Bullpup

From Academic Kids

Bullpup refers to a firearm configuration in which the firearm action (or mechanism) and magazine are located behind the trigger, increasing the barrel length relative to the overall weapon length, thus permitting shorter weapons for the same barrel length or longer barrels for the same weapon length. The concept was first used in bolt action rifles such as the Thorneycroft carbine of 1901, and is known to have been applied to semi-automatic firearms no later than 1936, the year a bullpup pistol was patented by the Frenchman Henri Delacre. The first instance of a modern (semi-automatic) rifle in the bull-pup configuration was the Enfield 7 mm EM-2 rifle, leading to the Enfield Individual Weapon and then to the SA80 series.

Design Issues

Bullpup weapons have been the subject of some debate. Mechanisms typically eject casings to the side. This means that the typical bullpup design must be fired from only one side of the body, or the casings will hit the operator in the face. Some weapons have allowed the ejection to be switched by re-assembling it, while others, like the FN F2000 and A-91, eject forward, and others, like the FN P90, eject downward, which usually (but not always) means the magazine is mounted on the top or sides of the weapon.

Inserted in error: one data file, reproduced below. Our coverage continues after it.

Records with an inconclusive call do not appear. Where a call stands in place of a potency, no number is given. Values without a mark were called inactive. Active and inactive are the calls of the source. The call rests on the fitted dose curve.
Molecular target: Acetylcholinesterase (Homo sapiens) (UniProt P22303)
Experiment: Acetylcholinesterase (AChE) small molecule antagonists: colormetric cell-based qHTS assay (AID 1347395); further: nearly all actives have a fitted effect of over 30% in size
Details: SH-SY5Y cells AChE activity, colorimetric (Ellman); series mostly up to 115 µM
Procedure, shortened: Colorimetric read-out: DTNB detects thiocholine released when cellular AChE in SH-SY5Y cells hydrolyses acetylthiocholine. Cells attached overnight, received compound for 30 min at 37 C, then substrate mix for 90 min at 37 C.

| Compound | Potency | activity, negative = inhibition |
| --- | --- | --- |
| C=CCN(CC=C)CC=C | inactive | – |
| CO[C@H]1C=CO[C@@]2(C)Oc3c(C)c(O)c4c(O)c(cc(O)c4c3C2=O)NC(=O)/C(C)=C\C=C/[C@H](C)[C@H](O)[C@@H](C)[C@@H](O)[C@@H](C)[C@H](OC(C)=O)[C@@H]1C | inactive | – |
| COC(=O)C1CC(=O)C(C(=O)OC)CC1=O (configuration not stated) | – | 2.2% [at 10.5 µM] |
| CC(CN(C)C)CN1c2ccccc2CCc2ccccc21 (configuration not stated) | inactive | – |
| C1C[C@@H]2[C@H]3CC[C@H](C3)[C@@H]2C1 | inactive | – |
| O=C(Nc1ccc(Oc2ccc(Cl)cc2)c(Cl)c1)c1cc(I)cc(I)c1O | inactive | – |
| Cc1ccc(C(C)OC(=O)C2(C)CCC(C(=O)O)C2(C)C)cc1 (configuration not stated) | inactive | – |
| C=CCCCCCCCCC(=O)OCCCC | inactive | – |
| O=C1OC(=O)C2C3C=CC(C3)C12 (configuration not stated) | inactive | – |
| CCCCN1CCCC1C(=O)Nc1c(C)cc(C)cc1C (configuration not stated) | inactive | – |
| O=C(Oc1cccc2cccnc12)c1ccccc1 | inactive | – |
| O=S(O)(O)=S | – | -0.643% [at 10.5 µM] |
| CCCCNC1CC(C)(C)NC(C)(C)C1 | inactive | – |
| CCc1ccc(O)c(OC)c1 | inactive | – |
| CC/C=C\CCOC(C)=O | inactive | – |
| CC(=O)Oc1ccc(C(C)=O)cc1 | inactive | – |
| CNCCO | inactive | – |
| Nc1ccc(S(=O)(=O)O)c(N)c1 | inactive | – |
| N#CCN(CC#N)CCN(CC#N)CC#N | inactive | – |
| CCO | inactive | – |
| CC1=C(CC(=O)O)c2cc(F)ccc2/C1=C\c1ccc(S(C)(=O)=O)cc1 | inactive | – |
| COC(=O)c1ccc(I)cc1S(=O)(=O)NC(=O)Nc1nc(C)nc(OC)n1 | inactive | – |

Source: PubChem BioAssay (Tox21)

Other criticisms made of bullpup weapons are heavy and sluggish trigger pull caused by use of a flexible rod or similar system (fixed in the SAR-21 by using a stiff sliding plate instead), awkward magazine changes, sights mounted too high above the barrel (forcing the firer to expose more of his head when aiming over cover), reduced reach in bayonet fighting, and uncomfortable muzzle blast caused by the muzzle's proximity to the firer's head. Proponents of bullpups have responses to these criticisms, however; the location of the magazine makes it easier to change magazines while traveling in an open vehicle, the high sight position is caused by a design feature that is also being used in modern conventional rifles for its use in combatting muzzle climb, and the bayonet is infrequently used in modern combat.

Examples of bullpup firearms

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